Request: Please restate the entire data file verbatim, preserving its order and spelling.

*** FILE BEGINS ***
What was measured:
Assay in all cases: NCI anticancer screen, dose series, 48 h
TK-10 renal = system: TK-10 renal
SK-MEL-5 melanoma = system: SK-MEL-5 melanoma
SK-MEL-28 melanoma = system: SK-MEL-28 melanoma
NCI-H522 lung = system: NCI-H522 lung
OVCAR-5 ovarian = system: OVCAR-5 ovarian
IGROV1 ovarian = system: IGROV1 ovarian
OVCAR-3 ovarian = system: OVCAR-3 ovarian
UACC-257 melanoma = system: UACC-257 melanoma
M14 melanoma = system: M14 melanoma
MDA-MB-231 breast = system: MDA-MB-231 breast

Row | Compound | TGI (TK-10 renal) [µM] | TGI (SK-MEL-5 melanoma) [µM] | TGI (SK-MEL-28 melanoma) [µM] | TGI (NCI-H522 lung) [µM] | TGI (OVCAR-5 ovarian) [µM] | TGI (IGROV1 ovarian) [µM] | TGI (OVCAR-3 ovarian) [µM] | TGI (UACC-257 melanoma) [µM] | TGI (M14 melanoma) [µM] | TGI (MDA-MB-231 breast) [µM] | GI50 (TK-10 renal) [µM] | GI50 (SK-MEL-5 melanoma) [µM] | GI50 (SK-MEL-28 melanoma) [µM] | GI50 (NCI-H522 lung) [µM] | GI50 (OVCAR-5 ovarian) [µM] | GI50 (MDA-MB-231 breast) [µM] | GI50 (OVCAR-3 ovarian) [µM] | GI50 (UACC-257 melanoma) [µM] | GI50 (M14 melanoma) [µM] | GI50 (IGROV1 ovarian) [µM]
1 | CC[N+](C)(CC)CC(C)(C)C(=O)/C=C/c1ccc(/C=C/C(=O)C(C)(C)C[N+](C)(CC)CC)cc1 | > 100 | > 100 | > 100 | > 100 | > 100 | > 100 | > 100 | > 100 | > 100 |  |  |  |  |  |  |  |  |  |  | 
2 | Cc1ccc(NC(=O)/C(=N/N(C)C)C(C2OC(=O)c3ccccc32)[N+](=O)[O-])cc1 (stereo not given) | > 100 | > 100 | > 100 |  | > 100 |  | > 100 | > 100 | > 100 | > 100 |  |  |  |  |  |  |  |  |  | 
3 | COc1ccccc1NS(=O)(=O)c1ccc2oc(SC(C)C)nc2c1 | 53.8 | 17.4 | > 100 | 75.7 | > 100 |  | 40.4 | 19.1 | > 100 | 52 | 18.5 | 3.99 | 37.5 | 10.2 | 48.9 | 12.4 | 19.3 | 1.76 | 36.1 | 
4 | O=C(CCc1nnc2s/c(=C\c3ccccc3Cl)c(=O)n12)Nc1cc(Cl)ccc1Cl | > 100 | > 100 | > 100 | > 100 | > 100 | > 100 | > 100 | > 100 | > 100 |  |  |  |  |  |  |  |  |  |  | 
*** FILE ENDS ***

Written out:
What was measured:
Assay in all cases: NCI anticancer screen, dose series, 48 h
TK-10 renal = system: TK-10 renal
SK-MEL-5 melanoma = system: SK-MEL-5 melanoma
SK-MEL-28 melanoma = system: SK-MEL-28 melanoma
NCI-H522 lung = system: NCI-H522 lung
OVCAR-5 ovarian = system: OVCAR-5 ovarian
IGROV1 ovarian = system: IGROV1 ovarian
OVCAR-3 ovarian = system: OVCAR-3 ovarian
UACC-257 melanoma = system: UACC-257 melanoma
M14 melanoma = system: M14 melanoma
MDA-MB-231 breast = system: MDA-MB-231 breast

Row | Compound | TGI (TK-10 renal) [µM] | TGI (SK-MEL-5 melanoma) [µM] | TGI (SK-MEL-28 melanoma) [µM] | TGI (NCI-H522 lung) [µM] | TGI (OVCAR-5 ovarian) [µM] | TGI (IGROV1 ovarian) [µM] | TGI (OVCAR-3 ovarian) [µM] | TGI (UACC-257 melanoma) [µM] | TGI (M14 melanoma) [µM] | TGI (MDA-MB-231 breast) [µM] | GI50 (TK-10 renal) [µM] | GI50 (SK-MEL-5 melanoma) [µM] | GI50 (SK-MEL-28 melanoma) [µM] | GI50 (NCI-H522 lung) [µM] | GI50 (OVCAR-5 ovarian) [µM] | GI50 (MDA-MB-231 breast) [µM] | GI50 (OVCAR-3 ovarian) [µM] | GI50 (UACC-257 melanoma) [µM] | GI50 (M14 melanoma) [µM] | GI50 (IGROV1 ovarian) [µM]
1 | CC[N+](C)(CC)CC(C)(C)C(=O)/C=C/c1ccc(/C=C/C(=O)C(C)(C)C[N+](C)(CC)CC)cc1 | > 100 | > 100 | > 100 | > 100 | > 100 | > 100 | > 100 | > 100 | > 100 |  |  |  |  |  |  |  |  |  |  | 
2 | Cc1ccc(NC(=O)/C(=N/N(C)C)C(C2OC(=O)c3ccccc32)[N+](=O)[O-])cc1 (stereo not given) | > 100 | > 100 | > 100 |  | > 100 |  | > 100 | > 100 | > 100 | > 100 |  |  |  |  |  |  |  |  |  | 
3 | COc1ccccc1NS(=O)(=O)c1ccc2oc(SC(C)C)nc2c1 | 53.8 | 17.4 | > 100 | 75.7 | > 100 |  | 40.4 | 19.1 | > 100 | 52 | 18.5 | 3.99 | 37.5 | 10.2 | 48.9 | 12.4 | 19.3 | 1.76 | 36.1 | 
4 | O=C(CCc1nnc2s/c(=C\c3ccccc3Cl)c(=O)n12)Nc1cc(Cl)ccc1Cl | > 100 | > 100 | > 100 | > 100 | > 100 | > 100 | > 100 | > 100 | > 100 |  |  |  |  |  |  |  |  |  |  | 